Saturday, 18 February 2017


Contenders for coolest band on the planet, Spain’s The Limboos, have a new album, Limbootica! out on 31 March. Here’s the super stylish video for ‘I Don’t Buy It’. Album to be released on Penniman Records. They might not buy it but I will.

And for good measure here’s ‘Big Chef’ from their 2014 album Space Mambo.

Wednesday, 15 February 2017


Wilson Pickett was one the biggest soul stars of the 60s yet is often overlooked and taken for granted. I’ve a bunch of his singles, from early sides on Double L (‘Baby Call On Me’) and Verve (‘Let Me Be Your Boy’) to the humongous hits for Atlantic (you know the ones) but rarely pay him much mind. There’s probably an element of unconscious soul snobbery at work here; Wilson wasn’t an obscure and underappreciated talent and he didn’t die with early promise unfulfilled; instead, he worked his way up, hit it big then floundered through the decades with decreasing artistic reward. Pickett also inadvertently provided fodder for karaoke nights and wedding bands everywhere and while ‘Land of 1000 Dances’ still packs an almighty punch I never want to hear ‘Mustang Sally’ again.

Tony Fletcher’s new biography, In The Midnight Hour, succeeds in turning the spotlight back to Wilson Pickett y’all. Although the first Pickett biography his story reads a familiar one as with unerring predictability his life plays out as the archetypal 60s soul star. If reads like a work of unoriginal fiction and a cliché, it was Pickett, more than most, who established it as he walked toe-to-toe with the progression of black American music during a sizable chunk of the second half of the 20th century.

From growing up poor in Prattville, Alabama, to Pickett’s father moving to work in the motor trade in Detroit, to young Wilson singing gospel, joining the more R&B-focussed Falcons in Detroit, recording in New York, sessions at Stax in Memphis and Muscle Shoals back in Alabama, huge success with the trappings that bought, to helping switch attention to the soul of Philadelphia, to performing in Africa, Pickett carried the flame. Then came the downward spiral. Pickett struggled to find a place in the music business when soul shifted from hitting hard in the guts and deep in the heart to the disco era, skittering across emotions and dancefloors.

As Pickett’s star waned his descent into drink, drugs and increased violence escalated alarmingly and stays in prison beckoned. “It’s very difficult to get somebody who’s been to the top of mountain to accept that they’ve living on the hillside,” offers Jon Tiven who attempted to help get Pickett back on track in the 90s.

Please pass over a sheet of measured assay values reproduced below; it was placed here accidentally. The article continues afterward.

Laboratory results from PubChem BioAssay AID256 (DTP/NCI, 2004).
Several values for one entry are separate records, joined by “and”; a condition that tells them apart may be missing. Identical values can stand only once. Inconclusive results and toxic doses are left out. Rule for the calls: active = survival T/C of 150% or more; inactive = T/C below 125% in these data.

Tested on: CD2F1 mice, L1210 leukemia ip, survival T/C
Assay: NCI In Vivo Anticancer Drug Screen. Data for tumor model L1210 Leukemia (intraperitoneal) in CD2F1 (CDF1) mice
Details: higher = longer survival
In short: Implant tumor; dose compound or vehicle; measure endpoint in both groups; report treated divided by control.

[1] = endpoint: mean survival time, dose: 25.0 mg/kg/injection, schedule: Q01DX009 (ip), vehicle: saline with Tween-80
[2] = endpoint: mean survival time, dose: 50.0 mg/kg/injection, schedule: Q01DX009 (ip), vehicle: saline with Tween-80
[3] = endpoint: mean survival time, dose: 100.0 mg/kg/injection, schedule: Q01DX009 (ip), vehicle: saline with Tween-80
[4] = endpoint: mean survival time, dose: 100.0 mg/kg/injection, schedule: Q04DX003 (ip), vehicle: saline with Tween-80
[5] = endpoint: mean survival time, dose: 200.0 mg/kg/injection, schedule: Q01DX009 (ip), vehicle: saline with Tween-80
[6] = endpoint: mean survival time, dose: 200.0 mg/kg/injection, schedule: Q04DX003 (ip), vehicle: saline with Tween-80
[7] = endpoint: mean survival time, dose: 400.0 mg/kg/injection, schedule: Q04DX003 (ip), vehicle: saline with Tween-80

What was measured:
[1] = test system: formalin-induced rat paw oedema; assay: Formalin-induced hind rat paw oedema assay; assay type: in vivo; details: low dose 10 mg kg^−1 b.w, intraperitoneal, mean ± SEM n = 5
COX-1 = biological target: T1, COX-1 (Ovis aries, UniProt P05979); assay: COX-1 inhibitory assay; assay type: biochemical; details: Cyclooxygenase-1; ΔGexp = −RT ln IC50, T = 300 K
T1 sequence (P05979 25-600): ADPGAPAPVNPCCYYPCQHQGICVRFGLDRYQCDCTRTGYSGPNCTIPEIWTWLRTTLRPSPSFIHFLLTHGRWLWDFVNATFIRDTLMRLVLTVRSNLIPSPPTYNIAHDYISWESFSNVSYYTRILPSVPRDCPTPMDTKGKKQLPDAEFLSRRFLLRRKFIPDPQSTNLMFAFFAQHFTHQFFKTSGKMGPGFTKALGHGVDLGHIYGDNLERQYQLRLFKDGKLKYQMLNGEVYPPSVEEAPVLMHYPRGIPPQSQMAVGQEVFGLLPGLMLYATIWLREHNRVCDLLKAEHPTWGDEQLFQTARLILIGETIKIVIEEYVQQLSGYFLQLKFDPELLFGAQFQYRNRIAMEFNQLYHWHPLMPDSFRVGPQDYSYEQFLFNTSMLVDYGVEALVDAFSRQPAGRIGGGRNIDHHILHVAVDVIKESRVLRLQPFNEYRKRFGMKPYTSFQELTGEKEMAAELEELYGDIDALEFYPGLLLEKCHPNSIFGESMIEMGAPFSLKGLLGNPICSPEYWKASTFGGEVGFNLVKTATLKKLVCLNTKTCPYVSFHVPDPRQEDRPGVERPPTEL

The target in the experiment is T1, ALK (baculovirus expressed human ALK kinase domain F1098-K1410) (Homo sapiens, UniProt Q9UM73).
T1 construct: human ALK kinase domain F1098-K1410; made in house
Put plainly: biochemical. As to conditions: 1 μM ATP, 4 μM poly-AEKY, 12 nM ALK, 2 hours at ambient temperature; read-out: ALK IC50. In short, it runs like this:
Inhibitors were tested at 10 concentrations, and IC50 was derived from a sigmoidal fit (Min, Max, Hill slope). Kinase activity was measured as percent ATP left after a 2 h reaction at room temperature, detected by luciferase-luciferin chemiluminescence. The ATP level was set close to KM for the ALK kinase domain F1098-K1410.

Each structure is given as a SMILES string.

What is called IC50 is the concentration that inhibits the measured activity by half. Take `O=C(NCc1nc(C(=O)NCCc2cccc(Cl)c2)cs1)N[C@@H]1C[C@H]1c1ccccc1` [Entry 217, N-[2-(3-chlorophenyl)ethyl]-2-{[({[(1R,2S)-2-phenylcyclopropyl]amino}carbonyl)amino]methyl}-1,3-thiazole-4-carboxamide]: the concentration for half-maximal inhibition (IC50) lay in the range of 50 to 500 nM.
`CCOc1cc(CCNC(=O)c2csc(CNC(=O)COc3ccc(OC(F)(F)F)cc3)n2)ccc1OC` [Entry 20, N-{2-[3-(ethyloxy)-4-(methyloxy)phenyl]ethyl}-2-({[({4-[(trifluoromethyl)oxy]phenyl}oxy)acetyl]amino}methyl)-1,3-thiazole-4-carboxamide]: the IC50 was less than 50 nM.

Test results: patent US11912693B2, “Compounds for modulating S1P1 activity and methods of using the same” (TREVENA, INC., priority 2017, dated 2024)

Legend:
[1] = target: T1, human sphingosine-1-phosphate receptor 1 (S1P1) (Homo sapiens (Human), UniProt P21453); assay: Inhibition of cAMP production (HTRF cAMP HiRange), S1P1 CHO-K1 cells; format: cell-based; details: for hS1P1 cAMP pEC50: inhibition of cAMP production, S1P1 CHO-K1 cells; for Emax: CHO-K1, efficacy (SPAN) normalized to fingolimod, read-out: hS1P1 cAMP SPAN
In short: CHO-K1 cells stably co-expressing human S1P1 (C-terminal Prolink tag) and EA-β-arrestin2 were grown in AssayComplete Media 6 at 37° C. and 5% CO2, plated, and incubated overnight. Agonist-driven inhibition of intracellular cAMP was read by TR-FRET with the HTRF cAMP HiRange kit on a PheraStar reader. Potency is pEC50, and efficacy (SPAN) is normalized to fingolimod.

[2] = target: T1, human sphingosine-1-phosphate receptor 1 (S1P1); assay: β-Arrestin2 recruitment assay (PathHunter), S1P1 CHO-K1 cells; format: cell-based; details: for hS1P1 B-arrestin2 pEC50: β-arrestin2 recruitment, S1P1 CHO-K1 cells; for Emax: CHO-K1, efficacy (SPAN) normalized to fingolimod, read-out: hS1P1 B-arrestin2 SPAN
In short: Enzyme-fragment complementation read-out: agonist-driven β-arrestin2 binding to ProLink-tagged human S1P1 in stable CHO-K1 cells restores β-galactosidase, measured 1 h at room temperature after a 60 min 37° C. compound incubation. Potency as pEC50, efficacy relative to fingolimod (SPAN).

As always with Tony Fletcher, he put the miles in to interview as many associates as possible to compile a thorough account of his subject. There are plenty of anecdotes telling of Pickett’s greatness: his dynamic stage presence, the way he commanded the studio, his artistry, charisma and humour. And, of course, that voice and that scream. Jerry Wexler said James Brown screamed but Wilson Pickett screamed in tune.

On the other side of the coin was The Wicked Pickett, a nickname earned from pinching the mini-skirted behinds of secretaries in the Atlantic Records offices. If we recoil at such practices nowadays it was small fry compared to what was to come. Fletcher asserts “for most southern blacks of the era, harsh physical discipline was accepted as a rite of passage” and harsh physical discipline was something Pickett took from his childhood and delivered in adult life. It makes grim reading and when added to beating women and his children, pulling a gun on his brother, serving up a saucer of cocaine to his 14-year-old son and a bunch of other assholery it’s hard not to feel when his bass player rips a towel rail off a wall to smash Pickett in the head, breaking the bone behind his left eye, that he didn’t have it coming. If this was a movie a little cheer may've gone up in the cinema.

If such passages make uncomfortable reading, Fletcher’s analysis and descriptions of Pickett’s music are enthralling and redress the balance. Such is Fletcher’s enthusiasm he does what any good music biographer should, and sends the reader back to the records. For my part I bought the first five Wilson Pickett albums (check out the Original Album Series, five CDs for little more than a tenner) and have listened with fresh, excited ears. I like him more now and although still not the biggest fan of that sock-it-to-me chuggy-chugging brand of soul, gems aplenty have surfaced. ‘Jealous Love’ and ‘I’ve Come A Long Way’ alone from 1967’s excellent I’m In Love are new favourites and have, at last, given me a fuller and fairer assessment of the Wicked (sometimes very wicked) Pickett. Oh yeah, he also turned 'Hey Jude' into a decent record so he definitely wasn't all bad.